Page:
HONG KONG/LONDON (Reuters) - HSBC ousted Chief Executive Officer John Flint after just 18 months in that role, in a surprise move that the lender’s chairman said was necessary to accelerate progress of its strategic priorities.
Flint’s exit, which a person familiar with the matter said was a result of differences over execution of his strategy, was disclosed by HSBC early on Monday along with its half-yearly results which had been scheduled for release later in the day.
The departure comes as Europe’s biggest bank is grappling with headwinds including an escalation of a trade war between China and the United States, an easing monetary policy cycle, unrest in the key Hong Kong market and uncertainty about Brexit.
Flint, 51, ran HSBC’s retail and wealth management business before taking over as CEO in February 2018. His appointment was the first major decision taken by the bank’s first externally appointed chairman Mark Tucker, who came on board in late 2017.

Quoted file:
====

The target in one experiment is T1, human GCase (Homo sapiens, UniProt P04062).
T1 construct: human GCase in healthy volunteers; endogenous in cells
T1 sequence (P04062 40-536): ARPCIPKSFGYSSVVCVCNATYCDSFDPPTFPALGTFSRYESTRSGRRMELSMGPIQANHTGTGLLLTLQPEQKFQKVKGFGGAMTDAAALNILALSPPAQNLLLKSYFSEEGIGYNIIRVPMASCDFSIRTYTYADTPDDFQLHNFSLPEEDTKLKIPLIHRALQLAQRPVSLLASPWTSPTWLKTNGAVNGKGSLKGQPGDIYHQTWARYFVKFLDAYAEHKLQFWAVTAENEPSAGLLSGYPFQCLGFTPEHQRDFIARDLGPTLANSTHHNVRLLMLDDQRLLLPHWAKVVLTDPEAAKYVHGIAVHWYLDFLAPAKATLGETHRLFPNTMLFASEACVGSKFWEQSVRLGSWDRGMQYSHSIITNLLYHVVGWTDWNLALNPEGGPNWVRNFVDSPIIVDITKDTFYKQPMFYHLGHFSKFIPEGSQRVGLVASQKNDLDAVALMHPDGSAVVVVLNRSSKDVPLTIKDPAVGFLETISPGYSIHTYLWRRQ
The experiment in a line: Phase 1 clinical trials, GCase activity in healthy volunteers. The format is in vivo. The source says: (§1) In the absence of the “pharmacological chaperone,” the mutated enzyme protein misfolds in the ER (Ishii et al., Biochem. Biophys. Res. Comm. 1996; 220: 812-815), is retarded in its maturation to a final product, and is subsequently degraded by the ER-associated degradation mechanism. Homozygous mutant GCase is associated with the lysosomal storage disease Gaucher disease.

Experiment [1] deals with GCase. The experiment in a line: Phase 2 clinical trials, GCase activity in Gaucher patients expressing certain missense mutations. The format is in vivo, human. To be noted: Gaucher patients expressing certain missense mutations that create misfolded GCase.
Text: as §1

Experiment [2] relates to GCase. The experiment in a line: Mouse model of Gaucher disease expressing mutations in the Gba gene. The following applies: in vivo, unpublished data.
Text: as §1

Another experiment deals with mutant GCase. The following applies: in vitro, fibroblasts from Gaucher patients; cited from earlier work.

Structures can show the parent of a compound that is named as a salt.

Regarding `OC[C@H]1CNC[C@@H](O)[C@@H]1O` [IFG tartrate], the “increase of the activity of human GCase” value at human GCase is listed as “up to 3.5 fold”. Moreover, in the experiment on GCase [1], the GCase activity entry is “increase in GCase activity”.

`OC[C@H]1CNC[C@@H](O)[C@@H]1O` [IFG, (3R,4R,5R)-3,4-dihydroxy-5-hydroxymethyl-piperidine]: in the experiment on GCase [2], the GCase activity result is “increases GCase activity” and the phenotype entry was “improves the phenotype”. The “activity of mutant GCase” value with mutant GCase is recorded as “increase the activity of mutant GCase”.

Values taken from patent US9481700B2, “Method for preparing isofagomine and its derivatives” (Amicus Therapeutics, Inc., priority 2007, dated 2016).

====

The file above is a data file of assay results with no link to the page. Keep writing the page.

Tucker told Reuters a change of CEO was needed to accelerate progress in HSBC’s major strategic priorities, such as the turnaround of its U.S. business.
“It’s the right time for change, and doing it clearly and decisively from a position of strength is very important,” Tucker said, adding that the search for a new CEO could take up to a year.
HSBC's Hong Kong shares fell 1.4% in afternoon trade, while the broader market .HSI was down 2.7%.
The stock dropped even as the lender posted a 16% rise in half-yearly profit and unveiled a buyback of up to $1 billion, defying some analysts’ expectations it might pause a strategy of returning extra capital to investors.
London-headquartered HSBC, which makes more than 80% of its profit in Asia, said that its global commercial banking unit head Noel Quinn will be interim chief executive. The board would consider internal and external candidates for the new CEO, it said.
A person familiar with the matter said Flint’s departure was a result of differences of opinion between Flint and Tucker over the pace and results of executing HSBC’s strategy.
The differences arose from Flint’s softer approach to cutting expenses and setting revenue targets for senior managers to boost profit growth, said the person, declining to be named due to the sensitivity of the issue.
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